Palestinian poet and novelist Abdul Karim Sabawi was invited to participate at Australia’s Multilingual Literary Heritage at Wollongong University. The following is part of his contribution on the importance of translation:
How else but through translating could we unearth our common humanity which lays the foundation of past eras and civilisations? Without translation, we would not have understood the laws of nature nor would we have made new innovations.
During their golden era, Muslims were ethnically diverse and tolerant of new ideas. Translation played a part in their accumulation of knowledge and their ability to exchange scientific discoveries from India, China, Persia, Greece, Rome to the rest of the Western world through the gates of Spain.
Today, here in Australia we are in desperate need for translation to play a part in bringing closer the ethnic communities, uniting them and preventing their polarisation and radicalism.
We are a society of many tongues, diverse cultures, multiple religions. We are equal partners in one free nation that gives us so much more than many other countries are able to give to their citizens.
The world outside our borders is a stage for many wars and conflicts, some older than Australian’s federation. Often times we find ourselves forced to suffer the consequences of these conflicts. We must bond together, understand one another, no matter how different our cultures are. Our salvation rests on raising new generations that are protected from the dangers of intolerance and hate both outside and inside our borders.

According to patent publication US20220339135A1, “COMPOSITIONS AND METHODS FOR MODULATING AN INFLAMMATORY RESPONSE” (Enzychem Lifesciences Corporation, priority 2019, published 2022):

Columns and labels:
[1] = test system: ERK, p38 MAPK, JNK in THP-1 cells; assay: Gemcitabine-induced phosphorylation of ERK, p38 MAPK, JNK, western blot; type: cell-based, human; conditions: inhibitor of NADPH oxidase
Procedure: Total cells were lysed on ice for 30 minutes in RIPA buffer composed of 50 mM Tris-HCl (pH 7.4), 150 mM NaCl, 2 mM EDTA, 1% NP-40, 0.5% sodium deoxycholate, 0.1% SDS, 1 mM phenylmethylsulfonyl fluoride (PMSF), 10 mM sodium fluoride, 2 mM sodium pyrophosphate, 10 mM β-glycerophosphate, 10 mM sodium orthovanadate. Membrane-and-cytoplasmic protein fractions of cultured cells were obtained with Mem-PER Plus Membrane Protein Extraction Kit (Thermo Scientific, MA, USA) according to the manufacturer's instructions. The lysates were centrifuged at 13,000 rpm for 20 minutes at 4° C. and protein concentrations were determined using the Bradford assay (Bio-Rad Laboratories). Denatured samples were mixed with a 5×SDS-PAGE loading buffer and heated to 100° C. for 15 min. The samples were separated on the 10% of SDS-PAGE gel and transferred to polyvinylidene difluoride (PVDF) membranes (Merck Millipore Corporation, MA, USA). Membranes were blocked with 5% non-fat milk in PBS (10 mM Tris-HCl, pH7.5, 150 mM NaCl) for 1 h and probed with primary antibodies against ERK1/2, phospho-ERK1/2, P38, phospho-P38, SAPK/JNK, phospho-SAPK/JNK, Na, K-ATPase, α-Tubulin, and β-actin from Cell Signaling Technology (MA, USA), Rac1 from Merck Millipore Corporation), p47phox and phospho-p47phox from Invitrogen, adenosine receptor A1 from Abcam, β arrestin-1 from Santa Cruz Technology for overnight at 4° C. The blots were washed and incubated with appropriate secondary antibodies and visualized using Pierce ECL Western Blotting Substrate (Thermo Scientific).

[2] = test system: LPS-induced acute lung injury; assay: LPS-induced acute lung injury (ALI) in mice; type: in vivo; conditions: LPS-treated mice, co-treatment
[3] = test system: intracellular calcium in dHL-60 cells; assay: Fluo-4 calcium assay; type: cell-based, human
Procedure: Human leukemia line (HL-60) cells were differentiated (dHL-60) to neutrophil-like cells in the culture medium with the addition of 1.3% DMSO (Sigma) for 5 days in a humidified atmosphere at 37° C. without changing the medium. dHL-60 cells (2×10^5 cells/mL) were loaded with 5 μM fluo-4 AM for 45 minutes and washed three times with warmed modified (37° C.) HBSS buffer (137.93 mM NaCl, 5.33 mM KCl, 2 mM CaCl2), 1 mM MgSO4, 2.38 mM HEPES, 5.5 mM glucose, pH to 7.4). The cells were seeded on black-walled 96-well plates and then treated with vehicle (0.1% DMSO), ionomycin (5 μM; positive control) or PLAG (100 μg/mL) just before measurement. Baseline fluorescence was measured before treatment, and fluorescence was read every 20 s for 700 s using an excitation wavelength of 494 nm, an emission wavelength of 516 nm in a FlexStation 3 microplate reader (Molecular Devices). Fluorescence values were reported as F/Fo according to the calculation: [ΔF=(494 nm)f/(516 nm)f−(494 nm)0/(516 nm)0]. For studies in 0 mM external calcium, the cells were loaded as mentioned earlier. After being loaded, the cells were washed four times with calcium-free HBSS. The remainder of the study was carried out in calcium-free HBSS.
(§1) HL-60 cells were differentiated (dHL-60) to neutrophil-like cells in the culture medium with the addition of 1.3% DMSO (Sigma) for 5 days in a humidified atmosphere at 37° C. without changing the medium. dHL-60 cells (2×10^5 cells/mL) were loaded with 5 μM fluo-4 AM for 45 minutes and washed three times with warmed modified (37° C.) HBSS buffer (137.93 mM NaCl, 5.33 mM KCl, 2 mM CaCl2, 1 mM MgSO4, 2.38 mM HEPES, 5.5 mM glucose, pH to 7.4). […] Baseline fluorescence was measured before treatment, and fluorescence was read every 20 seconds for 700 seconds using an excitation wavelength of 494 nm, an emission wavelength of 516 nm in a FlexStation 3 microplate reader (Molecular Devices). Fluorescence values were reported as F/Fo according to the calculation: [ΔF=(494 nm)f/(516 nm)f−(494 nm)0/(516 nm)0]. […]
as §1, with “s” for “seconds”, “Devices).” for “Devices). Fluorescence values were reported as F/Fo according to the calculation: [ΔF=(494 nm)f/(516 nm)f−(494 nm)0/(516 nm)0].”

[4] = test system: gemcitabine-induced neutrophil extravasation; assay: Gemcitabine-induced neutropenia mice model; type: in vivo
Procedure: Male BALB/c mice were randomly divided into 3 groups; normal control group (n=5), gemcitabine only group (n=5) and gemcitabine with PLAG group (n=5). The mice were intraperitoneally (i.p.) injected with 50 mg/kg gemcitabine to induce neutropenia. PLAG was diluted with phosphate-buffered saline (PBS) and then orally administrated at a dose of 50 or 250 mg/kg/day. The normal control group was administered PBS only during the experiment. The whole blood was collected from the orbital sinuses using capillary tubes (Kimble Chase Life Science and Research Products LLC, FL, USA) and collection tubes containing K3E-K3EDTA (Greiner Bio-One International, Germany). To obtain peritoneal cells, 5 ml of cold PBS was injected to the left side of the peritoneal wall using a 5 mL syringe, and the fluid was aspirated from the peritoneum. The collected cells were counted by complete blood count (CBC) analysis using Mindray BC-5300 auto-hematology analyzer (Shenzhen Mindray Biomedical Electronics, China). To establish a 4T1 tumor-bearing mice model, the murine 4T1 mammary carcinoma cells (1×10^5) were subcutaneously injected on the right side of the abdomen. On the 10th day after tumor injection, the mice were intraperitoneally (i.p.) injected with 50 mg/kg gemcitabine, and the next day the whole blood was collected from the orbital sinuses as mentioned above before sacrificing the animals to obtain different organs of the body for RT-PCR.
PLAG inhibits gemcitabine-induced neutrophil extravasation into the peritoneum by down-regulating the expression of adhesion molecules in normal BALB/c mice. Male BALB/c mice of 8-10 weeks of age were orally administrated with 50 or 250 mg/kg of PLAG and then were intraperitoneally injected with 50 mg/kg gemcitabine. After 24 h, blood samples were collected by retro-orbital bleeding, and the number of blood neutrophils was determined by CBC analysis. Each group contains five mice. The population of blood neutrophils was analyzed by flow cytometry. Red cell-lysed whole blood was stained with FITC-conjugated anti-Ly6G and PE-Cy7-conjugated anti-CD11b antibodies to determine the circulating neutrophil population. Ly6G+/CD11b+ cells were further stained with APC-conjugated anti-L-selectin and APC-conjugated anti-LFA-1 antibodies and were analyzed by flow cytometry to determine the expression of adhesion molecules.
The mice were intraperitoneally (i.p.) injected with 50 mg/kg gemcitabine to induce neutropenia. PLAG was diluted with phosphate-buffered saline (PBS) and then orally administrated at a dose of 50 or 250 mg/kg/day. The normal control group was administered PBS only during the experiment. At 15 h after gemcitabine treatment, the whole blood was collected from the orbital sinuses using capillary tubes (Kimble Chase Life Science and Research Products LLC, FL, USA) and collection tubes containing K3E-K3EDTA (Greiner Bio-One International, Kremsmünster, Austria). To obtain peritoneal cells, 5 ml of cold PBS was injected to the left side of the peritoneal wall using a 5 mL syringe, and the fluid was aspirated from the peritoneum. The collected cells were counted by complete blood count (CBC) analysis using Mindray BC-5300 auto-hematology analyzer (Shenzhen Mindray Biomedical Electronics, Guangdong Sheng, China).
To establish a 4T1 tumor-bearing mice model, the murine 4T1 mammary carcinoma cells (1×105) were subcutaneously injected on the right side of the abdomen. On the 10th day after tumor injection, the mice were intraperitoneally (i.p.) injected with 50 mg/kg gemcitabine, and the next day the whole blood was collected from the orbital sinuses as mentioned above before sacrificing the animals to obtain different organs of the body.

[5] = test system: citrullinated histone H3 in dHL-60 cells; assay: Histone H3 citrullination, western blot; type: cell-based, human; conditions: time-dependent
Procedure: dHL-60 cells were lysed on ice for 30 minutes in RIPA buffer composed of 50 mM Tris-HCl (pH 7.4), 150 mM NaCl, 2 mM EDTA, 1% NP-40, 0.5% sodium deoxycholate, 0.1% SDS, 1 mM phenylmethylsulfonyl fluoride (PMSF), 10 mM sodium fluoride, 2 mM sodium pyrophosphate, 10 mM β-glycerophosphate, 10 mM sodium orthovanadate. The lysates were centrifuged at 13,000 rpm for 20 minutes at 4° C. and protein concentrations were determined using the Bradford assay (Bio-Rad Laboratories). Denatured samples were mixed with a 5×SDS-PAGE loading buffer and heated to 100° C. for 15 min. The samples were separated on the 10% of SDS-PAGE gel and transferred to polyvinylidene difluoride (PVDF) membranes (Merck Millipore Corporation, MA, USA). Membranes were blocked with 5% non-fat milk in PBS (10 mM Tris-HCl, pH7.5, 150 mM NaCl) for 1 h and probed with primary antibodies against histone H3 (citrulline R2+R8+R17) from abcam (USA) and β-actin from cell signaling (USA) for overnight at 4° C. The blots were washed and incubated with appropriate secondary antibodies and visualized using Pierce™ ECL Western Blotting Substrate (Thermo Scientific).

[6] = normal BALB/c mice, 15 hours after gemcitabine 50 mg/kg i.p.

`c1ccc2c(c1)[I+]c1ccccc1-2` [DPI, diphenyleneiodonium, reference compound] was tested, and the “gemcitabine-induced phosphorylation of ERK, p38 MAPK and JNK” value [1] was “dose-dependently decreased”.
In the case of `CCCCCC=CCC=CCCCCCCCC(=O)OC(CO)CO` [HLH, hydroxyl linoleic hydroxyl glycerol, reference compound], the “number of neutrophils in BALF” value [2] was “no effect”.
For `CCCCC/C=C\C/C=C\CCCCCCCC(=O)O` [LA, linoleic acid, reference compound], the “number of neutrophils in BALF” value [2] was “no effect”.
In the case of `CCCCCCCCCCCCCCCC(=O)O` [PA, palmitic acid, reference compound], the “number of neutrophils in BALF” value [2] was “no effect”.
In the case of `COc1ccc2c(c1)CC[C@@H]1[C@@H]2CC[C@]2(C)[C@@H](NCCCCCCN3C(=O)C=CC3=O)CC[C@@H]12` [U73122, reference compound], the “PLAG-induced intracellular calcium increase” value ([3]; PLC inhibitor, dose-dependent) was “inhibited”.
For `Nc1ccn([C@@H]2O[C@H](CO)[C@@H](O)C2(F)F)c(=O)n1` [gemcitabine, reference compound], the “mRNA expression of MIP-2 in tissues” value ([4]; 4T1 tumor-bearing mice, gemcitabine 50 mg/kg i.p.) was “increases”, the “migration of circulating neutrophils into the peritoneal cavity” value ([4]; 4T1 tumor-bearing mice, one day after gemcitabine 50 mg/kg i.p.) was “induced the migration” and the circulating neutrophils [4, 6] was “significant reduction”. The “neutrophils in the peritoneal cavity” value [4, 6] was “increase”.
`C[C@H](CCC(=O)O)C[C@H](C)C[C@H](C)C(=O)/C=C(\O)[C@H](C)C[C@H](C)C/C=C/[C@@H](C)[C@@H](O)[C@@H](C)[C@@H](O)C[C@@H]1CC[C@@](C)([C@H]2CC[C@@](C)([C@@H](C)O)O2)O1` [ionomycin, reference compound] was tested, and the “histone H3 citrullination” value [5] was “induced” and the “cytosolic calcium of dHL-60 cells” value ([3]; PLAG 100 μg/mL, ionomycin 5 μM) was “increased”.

We need a revolution in the education system. Our teachers from kindergarten to year 12 must have the persistence of the profits the resilience of revolutionaries and the wisdom of philosophers so they can teach our children the difference between justice and injustice. In Hamlet, the king of Denmark was assassinated with a drop of poison in his ear; our children’s eyes and ears are prey to the poison of hundreds of media channels and thousands of Internet websites. Our children have no time for innocence or spontaneity or for drinking from the fountains of accumulated knowledge of human cultures of the past. Should it be a surprise then that some may become radicalised. We wonder how they leave us to participate in external wars that have nothing to do with their lives.
This challenge cannot be faced by the government but is in need of the work of NGOs, civil liberty groups and civil society. How to accept the other, respect other cultures, and maintain our humanity in order to guarantee justice is the only way to protect our youth from violence and radicalisation and a narrow-minded vision.
We need to build strong bridges between our cultures and translating texts and literature is a large part of that.
For Abdul Sabawi. Lygon Street, Melbourne 23 December 2013
His heart is in Gaza but he cannot go,
waves wash the shore but he cannot see
lights of the fishing boats, steps in the sands,
pictures for poems in a foreign land.
Dreams come and go in the heat of the bush,
challenge to pen on a paper trail
to create new lives with horizons to teach,
stories to tell and techniques to reach.
He paints with his grief, makes links to his heart
for time when it comes to place on a page
rhyming and rhythms of verses at play
nurtured by soil that is so far away.
Images come in the day and at night,
adrenalin runs and women appear-
a compass to guide his scribbling so much
with translating daughter, sensuous touch
To drink, derive succour from Matilda’s air,
applause from small kids as key source of flair
to conjure from muses’ each artistic outline
to breathe and sustain, Gaza, Palestine.
From a book of poetry by Stuart Rees titled ‘A Will to Live’ published by Ginninderra Press 2014